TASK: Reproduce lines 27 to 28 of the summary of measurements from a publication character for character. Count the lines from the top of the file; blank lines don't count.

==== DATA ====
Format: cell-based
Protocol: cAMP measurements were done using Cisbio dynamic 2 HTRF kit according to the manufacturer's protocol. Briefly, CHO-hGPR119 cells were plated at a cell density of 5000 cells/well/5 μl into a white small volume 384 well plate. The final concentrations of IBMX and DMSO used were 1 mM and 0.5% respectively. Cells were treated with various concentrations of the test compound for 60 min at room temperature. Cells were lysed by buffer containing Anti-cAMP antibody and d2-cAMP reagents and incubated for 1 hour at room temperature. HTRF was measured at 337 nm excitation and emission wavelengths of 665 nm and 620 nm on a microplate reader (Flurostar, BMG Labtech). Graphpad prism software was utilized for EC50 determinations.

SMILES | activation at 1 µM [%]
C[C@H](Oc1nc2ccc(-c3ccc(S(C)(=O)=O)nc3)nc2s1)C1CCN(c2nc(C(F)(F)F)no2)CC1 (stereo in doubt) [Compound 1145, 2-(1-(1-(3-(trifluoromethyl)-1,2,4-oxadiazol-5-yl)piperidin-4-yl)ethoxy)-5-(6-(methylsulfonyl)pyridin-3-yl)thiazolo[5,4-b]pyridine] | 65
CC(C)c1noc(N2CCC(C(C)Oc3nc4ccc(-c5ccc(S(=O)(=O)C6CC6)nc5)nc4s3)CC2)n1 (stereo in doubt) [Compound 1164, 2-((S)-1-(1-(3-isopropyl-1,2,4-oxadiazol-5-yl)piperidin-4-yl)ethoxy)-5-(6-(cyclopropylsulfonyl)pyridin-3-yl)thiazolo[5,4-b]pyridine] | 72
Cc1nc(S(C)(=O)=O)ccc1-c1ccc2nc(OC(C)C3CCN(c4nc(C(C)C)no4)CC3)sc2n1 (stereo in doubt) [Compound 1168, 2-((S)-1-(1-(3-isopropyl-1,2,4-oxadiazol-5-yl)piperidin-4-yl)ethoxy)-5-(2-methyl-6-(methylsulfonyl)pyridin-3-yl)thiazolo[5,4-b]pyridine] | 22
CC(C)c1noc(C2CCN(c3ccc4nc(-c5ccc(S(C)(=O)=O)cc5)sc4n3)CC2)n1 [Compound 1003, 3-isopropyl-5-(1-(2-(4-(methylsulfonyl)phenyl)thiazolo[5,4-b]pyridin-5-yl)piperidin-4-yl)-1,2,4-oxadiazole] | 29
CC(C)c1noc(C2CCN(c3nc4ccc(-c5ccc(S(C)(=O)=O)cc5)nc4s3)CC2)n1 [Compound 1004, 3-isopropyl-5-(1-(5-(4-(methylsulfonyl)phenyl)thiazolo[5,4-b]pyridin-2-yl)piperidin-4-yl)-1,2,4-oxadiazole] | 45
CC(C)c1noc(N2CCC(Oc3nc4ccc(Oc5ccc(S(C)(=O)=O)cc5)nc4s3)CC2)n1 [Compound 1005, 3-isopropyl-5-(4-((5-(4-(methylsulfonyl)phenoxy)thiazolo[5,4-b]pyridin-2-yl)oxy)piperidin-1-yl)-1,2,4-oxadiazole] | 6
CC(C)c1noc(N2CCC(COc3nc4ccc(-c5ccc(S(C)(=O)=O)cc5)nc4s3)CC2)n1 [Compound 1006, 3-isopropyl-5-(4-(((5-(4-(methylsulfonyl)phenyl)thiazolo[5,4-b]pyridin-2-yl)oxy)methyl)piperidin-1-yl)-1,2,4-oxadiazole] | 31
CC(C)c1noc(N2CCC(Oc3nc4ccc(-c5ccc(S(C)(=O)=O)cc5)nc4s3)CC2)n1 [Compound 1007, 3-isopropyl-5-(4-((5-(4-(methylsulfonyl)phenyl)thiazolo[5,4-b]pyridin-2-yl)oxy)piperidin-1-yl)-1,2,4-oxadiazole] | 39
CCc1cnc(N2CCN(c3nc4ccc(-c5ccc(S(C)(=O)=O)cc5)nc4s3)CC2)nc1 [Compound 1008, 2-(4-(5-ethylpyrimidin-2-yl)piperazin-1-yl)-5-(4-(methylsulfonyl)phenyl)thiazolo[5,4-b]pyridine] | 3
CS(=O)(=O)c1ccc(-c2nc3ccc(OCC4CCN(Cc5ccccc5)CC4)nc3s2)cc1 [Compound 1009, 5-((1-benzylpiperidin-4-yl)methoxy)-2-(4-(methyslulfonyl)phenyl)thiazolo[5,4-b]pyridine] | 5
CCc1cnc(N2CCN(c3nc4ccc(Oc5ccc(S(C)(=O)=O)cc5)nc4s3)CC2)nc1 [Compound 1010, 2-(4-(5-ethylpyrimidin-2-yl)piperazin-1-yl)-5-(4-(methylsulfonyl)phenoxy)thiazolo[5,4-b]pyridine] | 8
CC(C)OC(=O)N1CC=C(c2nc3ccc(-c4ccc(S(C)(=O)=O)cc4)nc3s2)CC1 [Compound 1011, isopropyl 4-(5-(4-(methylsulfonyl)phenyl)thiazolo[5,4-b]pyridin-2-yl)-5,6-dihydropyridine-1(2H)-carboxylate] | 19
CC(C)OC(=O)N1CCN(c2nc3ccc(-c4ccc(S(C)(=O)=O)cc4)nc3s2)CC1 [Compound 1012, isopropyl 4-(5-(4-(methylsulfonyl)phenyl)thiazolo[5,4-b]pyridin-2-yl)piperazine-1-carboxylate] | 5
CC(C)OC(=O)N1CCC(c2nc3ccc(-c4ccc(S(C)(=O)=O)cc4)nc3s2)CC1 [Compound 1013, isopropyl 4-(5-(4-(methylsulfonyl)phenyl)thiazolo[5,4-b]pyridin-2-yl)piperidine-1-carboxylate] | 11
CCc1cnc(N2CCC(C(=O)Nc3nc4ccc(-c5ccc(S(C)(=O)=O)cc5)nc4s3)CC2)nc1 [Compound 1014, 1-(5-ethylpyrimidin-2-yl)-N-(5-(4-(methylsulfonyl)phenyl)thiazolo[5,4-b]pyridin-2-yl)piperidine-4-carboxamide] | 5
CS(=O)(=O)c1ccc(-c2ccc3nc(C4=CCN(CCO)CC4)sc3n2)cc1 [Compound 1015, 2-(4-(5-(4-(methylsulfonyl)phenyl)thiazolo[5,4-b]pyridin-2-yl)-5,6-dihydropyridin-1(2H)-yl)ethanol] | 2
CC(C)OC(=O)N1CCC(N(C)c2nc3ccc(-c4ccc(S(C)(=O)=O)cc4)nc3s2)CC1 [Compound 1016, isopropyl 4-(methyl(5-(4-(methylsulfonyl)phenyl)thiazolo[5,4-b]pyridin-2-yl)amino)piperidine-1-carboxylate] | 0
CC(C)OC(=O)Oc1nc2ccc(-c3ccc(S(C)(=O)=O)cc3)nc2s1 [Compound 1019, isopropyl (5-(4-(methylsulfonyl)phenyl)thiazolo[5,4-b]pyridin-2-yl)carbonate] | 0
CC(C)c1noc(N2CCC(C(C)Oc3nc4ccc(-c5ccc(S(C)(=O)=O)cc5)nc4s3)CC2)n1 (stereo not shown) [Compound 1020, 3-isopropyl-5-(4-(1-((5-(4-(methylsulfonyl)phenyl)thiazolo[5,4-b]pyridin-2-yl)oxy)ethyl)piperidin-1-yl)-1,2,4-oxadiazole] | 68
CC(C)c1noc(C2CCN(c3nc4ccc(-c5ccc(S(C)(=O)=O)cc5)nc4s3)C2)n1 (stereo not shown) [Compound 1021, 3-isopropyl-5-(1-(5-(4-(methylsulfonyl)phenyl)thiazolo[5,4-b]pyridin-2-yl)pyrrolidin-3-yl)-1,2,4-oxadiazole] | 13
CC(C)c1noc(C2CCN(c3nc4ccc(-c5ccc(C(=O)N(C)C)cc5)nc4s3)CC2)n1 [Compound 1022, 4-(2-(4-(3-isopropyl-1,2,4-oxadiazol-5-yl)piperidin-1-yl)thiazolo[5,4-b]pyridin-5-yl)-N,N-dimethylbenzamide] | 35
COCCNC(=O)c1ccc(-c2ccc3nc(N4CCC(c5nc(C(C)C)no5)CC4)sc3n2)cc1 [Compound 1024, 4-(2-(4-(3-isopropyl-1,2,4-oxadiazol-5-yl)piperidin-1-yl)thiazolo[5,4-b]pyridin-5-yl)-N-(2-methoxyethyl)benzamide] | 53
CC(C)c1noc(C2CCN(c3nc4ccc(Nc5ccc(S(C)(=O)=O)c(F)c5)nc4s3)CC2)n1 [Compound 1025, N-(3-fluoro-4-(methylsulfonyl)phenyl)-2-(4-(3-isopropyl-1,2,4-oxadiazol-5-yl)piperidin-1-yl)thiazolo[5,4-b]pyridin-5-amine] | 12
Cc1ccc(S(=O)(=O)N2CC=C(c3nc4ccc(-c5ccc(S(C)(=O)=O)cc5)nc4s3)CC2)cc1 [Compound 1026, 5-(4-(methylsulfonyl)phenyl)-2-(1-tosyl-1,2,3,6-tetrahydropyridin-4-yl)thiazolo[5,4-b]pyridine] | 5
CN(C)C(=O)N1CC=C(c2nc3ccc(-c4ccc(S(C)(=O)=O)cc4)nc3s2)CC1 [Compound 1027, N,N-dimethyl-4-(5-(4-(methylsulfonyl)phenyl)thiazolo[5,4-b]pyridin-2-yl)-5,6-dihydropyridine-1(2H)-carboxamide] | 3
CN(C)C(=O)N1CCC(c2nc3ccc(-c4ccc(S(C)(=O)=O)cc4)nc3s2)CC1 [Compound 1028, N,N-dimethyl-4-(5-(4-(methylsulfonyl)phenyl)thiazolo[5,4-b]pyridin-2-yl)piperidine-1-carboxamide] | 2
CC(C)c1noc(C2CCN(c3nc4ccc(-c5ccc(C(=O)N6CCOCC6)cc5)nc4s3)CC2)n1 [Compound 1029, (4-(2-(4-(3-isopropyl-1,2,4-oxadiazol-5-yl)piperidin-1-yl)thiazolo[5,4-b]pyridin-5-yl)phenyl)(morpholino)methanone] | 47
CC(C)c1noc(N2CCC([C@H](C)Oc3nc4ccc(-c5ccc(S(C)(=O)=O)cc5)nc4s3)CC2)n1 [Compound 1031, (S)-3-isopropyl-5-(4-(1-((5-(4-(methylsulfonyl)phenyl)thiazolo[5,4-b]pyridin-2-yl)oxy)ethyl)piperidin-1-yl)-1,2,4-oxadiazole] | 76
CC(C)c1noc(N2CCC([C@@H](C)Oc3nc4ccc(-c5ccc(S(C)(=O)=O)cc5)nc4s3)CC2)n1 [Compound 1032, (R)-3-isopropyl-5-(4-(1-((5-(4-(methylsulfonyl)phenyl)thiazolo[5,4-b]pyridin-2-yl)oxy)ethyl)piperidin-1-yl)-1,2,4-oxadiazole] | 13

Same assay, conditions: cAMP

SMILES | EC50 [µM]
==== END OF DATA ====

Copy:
Cc1ccc(S(=O)(=O)N2CC=C(c3nc4ccc(-c5ccc(S(C)(=O)=O)cc5)nc4s3)CC2)cc1 [Compound 1026, 5-(4-(methylsulfonyl)phenyl)-2-(1-tosyl-1,2,3,6-tetrahydropyridin-4-yl)thiazolo[5,4-b]pyridine] | 5
CN(C)C(=O)N1CC=C(c2nc3ccc(-c4ccc(S(C)(=O)=O)cc4)nc3s2)CC1 [Compound 1027, N,N-dimethyl-4-(5-(4-(methylsulfonyl)phenyl)thiazolo[5,4-b]pyridin-2-yl)-5,6-dihydropyridine-1(2H)-carboxamide] | 3